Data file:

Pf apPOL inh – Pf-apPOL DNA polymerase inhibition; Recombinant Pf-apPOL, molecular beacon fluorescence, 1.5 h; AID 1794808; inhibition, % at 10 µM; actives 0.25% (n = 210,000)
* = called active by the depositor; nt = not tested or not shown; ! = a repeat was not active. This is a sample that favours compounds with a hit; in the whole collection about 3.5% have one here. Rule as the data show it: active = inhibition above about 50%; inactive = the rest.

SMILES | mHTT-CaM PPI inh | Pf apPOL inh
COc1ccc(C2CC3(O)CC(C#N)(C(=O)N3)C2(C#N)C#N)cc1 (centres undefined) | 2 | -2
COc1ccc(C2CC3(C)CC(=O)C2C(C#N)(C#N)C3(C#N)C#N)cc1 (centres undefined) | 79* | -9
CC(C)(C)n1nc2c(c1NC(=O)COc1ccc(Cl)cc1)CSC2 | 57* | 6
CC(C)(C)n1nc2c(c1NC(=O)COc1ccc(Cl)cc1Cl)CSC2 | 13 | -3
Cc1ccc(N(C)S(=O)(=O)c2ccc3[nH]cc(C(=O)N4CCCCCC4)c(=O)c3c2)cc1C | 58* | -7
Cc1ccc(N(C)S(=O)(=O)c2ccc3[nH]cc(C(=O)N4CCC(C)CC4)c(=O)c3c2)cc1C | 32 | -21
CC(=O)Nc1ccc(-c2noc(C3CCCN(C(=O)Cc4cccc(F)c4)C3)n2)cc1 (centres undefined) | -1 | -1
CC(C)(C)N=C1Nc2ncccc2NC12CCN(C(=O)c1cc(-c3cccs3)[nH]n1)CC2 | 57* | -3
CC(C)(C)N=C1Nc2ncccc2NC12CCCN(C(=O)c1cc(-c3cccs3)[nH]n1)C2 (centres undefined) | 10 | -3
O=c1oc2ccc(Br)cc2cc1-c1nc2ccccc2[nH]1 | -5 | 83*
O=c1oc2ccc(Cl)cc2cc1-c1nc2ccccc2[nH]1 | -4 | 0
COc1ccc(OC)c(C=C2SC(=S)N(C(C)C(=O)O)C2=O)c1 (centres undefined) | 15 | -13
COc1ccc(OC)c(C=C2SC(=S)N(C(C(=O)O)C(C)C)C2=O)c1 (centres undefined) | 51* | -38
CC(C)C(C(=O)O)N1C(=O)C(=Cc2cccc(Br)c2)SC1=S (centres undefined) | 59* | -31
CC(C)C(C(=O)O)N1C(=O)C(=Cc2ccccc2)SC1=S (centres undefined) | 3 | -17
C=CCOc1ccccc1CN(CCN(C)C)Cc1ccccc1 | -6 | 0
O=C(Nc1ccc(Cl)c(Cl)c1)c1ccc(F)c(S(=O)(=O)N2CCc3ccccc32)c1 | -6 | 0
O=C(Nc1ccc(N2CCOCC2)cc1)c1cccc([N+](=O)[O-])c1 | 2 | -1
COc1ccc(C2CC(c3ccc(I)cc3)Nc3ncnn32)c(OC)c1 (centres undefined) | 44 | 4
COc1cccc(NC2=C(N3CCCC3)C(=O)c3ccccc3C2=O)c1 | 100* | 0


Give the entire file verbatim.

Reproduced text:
Pf apPOL inh – Pf-apPOL DNA polymerase inhibition; Recombinant Pf-apPOL, molecular beacon fluorescence, 1.5 h; AID 1794808; inhibition, % at 10 µM; actives 0.25% (n = 210,000)
* = called active by the depositor; nt = not tested or not shown; ! = a repeat was not active. This is a sample that favours compounds with a hit; in the whole collection about 3.5% have one here. Rule as the data show it: active = inhibition above about 50%; inactive = the rest.

SMILES | mHTT-CaM PPI inh | Pf apPOL inh
COc1ccc(C2CC3(O)CC(C#N)(C(=O)N3)C2(C#N)C#N)cc1 (centres undefined) | 2 | -2
COc1ccc(C2CC3(C)CC(=O)C2C(C#N)(C#N)C3(C#N)C#N)cc1 (centres undefined) | 79* | -9
CC(C)(C)n1nc2c(c1NC(=O)COc1ccc(Cl)cc1)CSC2 | 57* | 6
CC(C)(C)n1nc2c(c1NC(=O)COc1ccc(Cl)cc1Cl)CSC2 | 13 | -3
Cc1ccc(N(C)S(=O)(=O)c2ccc3[nH]cc(C(=O)N4CCCCCC4)c(=O)c3c2)cc1C | 58* | -7
Cc1ccc(N(C)S(=O)(=O)c2ccc3[nH]cc(C(=O)N4CCC(C)CC4)c(=O)c3c2)cc1C | 32 | -21
CC(=O)Nc1ccc(-c2noc(C3CCCN(C(=O)Cc4cccc(F)c4)C3)n2)cc1 (centres undefined) | -1 | -1
CC(C)(C)N=C1Nc2ncccc2NC12CCN(C(=O)c1cc(-c3cccs3)[nH]n1)CC2 | 57* | -3
CC(C)(C)N=C1Nc2ncccc2NC12CCCN(C(=O)c1cc(-c3cccs3)[nH]n1)C2 (centres undefined) | 10 | -3
O=c1oc2ccc(Br)cc2cc1-c1nc2ccccc2[nH]1 | -5 | 83*
O=c1oc2ccc(Cl)cc2cc1-c1nc2ccccc2[nH]1 | -4 | 0
COc1ccc(OC)c(C=C2SC(=S)N(C(C)C(=O)O)C2=O)c1 (centres undefined) | 15 | -13
COc1ccc(OC)c(C=C2SC(=S)N(C(C(=O)O)C(C)C)C2=O)c1 (centres undefined) | 51* | -38
CC(C)C(C(=O)O)N1C(=O)C(=Cc2cccc(Br)c2)SC1=S (centres undefined) | 59* | -31
CC(C)C(C(=O)O)N1C(=O)C(=Cc2ccccc2)SC1=S (centres undefined) | 3 | -17
C=CCOc1ccccc1CN(CCN(C)C)Cc1ccccc1 | -6 | 0
O=C(Nc1ccc(Cl)c(Cl)c1)c1ccc(F)c(S(=O)(=O)N2CCc3ccccc32)c1 | -6 | 0
O=C(Nc1ccc(N2CCOCC2)cc1)c1cccc([N+](=O)[O-])c1 | 2 | -1
COc1ccc(C2CC(c3ccc(I)cc3)Nc3ncnn32)c(OC)c1 (centres undefined) | 44 | 4
COc1cccc(NC2=C(N3CCCC3)C(=O)c3ccccc3C2=O)c1 | 100* | 0